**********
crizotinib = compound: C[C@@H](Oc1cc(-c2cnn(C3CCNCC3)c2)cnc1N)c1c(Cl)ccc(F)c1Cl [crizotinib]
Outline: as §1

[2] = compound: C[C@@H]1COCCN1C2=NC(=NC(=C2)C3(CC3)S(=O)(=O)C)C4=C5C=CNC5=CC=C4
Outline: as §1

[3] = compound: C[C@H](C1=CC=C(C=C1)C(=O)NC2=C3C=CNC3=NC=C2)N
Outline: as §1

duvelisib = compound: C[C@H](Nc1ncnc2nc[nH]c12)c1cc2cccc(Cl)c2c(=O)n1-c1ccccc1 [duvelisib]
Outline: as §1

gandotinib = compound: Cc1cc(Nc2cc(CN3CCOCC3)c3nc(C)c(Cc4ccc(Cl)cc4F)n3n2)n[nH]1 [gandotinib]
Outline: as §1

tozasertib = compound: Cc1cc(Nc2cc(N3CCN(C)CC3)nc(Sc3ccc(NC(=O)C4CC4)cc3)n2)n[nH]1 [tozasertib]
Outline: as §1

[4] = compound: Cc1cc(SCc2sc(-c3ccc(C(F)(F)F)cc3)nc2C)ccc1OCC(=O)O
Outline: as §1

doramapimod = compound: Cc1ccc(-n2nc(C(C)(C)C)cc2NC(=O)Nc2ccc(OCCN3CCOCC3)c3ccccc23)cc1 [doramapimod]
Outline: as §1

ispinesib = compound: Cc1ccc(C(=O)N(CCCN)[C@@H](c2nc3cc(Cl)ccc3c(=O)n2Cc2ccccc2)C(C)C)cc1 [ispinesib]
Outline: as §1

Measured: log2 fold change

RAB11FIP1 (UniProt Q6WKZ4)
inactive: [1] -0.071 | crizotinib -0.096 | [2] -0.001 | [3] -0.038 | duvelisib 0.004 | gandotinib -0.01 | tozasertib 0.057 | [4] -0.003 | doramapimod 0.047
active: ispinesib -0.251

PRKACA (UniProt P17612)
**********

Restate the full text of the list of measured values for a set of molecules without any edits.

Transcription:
crizotinib = compound: C[C@@H](Oc1cc(-c2cnn(C3CCNCC3)c2)cnc1N)c1c(Cl)ccc(F)c1Cl [crizotinib]
Outline: as §1

[2] = compound: C[C@@H]1COCCN1C2=NC(=NC(=C2)C3(CC3)S(=O)(=O)C)C4=C5C=CNC5=CC=C4
Outline: as §1

[3] = compound: C[C@H](C1=CC=C(C=C1)C(=O)NC2=C3C=CNC3=NC=C2)N
Outline: as §1

duvelisib = compound: C[C@H](Nc1ncnc2nc[nH]c12)c1cc2cccc(Cl)c2c(=O)n1-c1ccccc1 [duvelisib]
Outline: as §1

gandotinib = compound: Cc1cc(Nc2cc(CN3CCOCC3)c3nc(C)c(Cc4ccc(Cl)cc4F)n3n2)n[nH]1 [gandotinib]
Outline: as §1

tozasertib = compound: Cc1cc(Nc2cc(N3CCN(C)CC3)nc(Sc3ccc(NC(=O)C4CC4)cc3)n2)n[nH]1 [tozasertib]
Outline: as §1

[4] = compound: Cc1cc(SCc2sc(-c3ccc(C(F)(F)F)cc3)nc2C)ccc1OCC(=O)O
Outline: as §1

doramapimod = compound: Cc1ccc(-n2nc(C(C)(C)C)cc2NC(=O)Nc2ccc(OCCN3CCOCC3)c3ccccc23)cc1 [doramapimod]
Outline: as §1

ispinesib = compound: Cc1ccc(C(=O)N(CCCN)[C@@H](c2nc3cc(Cl)ccc3c(=O)n2Cc2ccccc2)C(C)C)cc1 [ispinesib]
Outline: as §1

Measured: log2 fold change

RAB11FIP1 (UniProt Q6WKZ4)
inactive: [1] -0.071 | crizotinib -0.096 | [2] -0.001 | [3] -0.038 | duvelisib 0.004 | gandotinib -0.01 | tozasertib 0.057 | [4] -0.003 | doramapimod 0.047
active: ispinesib -0.251

PRKACA (UniProt P17612)